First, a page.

It was towards the end of the sixteenth century that two nephews of the first Stroganov to settle in Solvychegodsk decided to establish an icon-painting workshop of their own there. Both Stroganov brothers were talented amateur icon-painters, and both were men of very great taste. It fell to them to furnish the incentive which inspired the final great spurt in Russian icon-painting. The brothers were great admirers of Novgorodian painting, and the artists they employed probably derived their sense of style and colour, their love of white highlights, and the elegant elongation of their figures from a study of Novgorodian work. The workshop's output soon attracted widespread notice and admiration, for in their day no finer icons were produced in Russia. Nevertheless the connoisseurship which inspired them places these icons in a class of their own, for although the Stroganov painters approached their tasks with a devout spirit, their sophistication and their preoccupation with asthetics left no room for the intense religious fervour which was as essential for the production of a truly fine icon as was first-rate workmanship. Technical skill is the prime appeal made by the Stroganov icons; to be appreciated they have to be examined closely, like a Persian miniature. In their mass of tiny detail they are akin to the medieval illuminated manuscripts of Western Europe, yet they lack the directness of such miniatures, and can perhaps be more aptly compared to the detail in the work of pre-Raphaelite painters.
Muratov dates the Stroganov workshop's output to the years from 1580 to 1620, for he considers that the style ended with the death in 1621 of its greatest exponent, Procopius Chirin. Although Chirin is the school's acknowledged master, Nicephorus Savin does not fall far short of him. The latter's icon of St. John in the Desert is a superb piece of precise painting. A close examination of its elaborate background - which can stand the test of enlargement to any size - reveals a scene as fascinating in its way as any created by the Netherlandish painter Hieronymus Bosch.
Savin's brother Nazarius, together with his assistant Arafiev, were the first Stroganov artists to attract Moscow's attention by means of the fresco paintings which they produced in 1580 for Solvychegodsk Cathedral. As a result of this, many of the workshop's artists were summoned to Moscow to work for the Tsar, notably Simon Borozdin, Ivan Sobelev, Mihailov, Emilyan Moskvitin, and the brothers Nicephorus and Nazarius Savin and Istom Savin, to name but a few. Many of them were honoured with the title of "Royal Icon Painters", one usually conferred only upon the Palace of Arms artists.
Boris Godunov (1551-1605) fully appreciated the decorative quality of the Stroganov artists' work, and in 1591 he employed Nazarius Savin, Procopius Chirin and John Parseni to decorate his bedroom and dining-room at Kolomenskoe with secular scenes. It is much to be regretted that no record of this work survives, for Russian art is thus the poorer by the loss of some of its earliest, and probably its most successful secular paintings. Both Boris Godunov and his son Fedor were great picture lovers, valuing them on aesthetic grounds, and not only because of their content, and it was they who arranged for the Palace of Facets to be decorated by the Palace of Arms painters. It is again much to be deplored that these paintings have also perished; all that is known about them is that their subject-matter ranged from the biblical to the allegorical, and included scenes from Russian history.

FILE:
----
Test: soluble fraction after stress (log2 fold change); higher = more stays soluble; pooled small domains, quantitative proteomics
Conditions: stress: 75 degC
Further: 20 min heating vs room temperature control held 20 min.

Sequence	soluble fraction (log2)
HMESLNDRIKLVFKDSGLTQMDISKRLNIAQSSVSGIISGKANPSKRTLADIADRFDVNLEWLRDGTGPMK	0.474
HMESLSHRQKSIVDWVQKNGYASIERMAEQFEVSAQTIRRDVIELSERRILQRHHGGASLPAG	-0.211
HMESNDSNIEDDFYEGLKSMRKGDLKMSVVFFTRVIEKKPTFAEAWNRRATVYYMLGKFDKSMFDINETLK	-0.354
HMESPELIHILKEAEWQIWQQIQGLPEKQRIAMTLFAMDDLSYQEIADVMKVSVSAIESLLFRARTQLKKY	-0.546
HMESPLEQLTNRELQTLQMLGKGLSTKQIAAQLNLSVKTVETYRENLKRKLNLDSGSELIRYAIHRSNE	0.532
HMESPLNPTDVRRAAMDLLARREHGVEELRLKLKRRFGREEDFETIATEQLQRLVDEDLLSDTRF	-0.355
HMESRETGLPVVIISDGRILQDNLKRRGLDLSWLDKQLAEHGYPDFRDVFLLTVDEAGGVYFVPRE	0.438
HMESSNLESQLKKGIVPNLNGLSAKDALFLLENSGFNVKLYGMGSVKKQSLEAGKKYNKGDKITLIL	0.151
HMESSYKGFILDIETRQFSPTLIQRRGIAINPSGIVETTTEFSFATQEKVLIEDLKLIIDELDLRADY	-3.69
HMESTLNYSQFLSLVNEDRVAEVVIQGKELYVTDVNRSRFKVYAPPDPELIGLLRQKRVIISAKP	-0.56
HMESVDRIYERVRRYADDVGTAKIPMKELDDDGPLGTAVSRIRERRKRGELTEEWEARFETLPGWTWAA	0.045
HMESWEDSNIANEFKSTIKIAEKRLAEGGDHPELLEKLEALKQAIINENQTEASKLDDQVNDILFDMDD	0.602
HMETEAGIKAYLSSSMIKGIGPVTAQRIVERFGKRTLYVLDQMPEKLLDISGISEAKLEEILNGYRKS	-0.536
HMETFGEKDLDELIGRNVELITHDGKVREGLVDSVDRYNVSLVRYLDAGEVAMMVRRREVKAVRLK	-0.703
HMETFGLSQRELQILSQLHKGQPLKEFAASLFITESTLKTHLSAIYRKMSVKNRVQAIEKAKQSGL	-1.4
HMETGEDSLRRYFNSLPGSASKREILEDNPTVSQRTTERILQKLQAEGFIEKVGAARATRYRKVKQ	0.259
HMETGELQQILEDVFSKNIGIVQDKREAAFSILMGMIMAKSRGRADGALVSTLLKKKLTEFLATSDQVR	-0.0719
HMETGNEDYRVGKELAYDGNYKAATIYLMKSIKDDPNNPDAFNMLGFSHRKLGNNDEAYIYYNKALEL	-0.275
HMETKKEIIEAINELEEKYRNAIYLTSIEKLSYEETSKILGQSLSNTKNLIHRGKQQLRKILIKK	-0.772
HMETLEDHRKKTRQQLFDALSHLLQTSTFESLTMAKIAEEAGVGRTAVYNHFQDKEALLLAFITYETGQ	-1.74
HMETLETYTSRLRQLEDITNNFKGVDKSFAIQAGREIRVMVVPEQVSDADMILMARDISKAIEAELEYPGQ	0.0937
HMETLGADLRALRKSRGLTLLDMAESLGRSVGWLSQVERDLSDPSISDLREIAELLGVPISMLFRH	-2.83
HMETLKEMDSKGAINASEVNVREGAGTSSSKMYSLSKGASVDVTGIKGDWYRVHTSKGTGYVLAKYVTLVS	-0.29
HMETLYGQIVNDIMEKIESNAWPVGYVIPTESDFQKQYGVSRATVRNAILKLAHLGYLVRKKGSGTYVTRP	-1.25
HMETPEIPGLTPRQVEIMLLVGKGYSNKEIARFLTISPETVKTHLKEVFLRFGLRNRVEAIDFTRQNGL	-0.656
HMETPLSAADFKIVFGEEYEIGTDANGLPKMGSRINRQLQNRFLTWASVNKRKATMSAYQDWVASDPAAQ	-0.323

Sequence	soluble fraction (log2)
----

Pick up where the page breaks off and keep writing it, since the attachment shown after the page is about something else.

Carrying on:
In addition to sponsoring decorative art, both Boris and Fedor encouraged portrait art. Portraits were by no means unknown to medieval Russia, for as early as the twelfth century figures of donors occasionally appeared in Novgorodian frescoes. On the whole, however, they were considered profane, and although Sophia Paleologus had sent her prospective husband her likeness, Ivan IV was the first Tsar to be enthralled by portraiture. He, however, satisfied his interest by indirect means rather than by patronage - that is to say, by collecting around him the portraits of the various European royalties whom he toyed with the idea of marrying, and it was left to Godunov to be the first royal sponsor of portraiture in Moscow.
With the second Romanov, Tsar Alexis (1645-1676), portraiture became customary, but the Russian painters could not break free from the old tradition, and their renderings of likenesses still savoured strongly of the iconographic. A desire for complete naturalism was, however, growing, and, as a result, towards the middle of the seventeenth century a number of foreigners were enrolled in the Palace of Arms studios. The most distinguished among these was the gifted German, Hans Detterson, who trained the two foremost Russian painters of the period, Abramov and Stepanov. A Polish charlatan was also employed, who succeeded in bamboozling Moscow for a time, The promising youths, Ivan Bezmin and Ermolin, had the ill luck to be apprenticed to him. The Dutchman, Daniel Vuchters, Hans Waiter of Hamburg, the decorative artist, Peter Engels, the Swedish perspective painter, Gul, and G. E. Grube of Hamburg, were the more notable westerners who taught in Moscow between the years 1667 and 1694. Simultaneously the Palace of Arms workshops maintained touch with Byzantine art by employing as teachers a renegade Arab calling himself Sasha Yakovlev, an Armenian called Saltanov and two Greeks, who were known by the names of Yuriev and Salomoriov.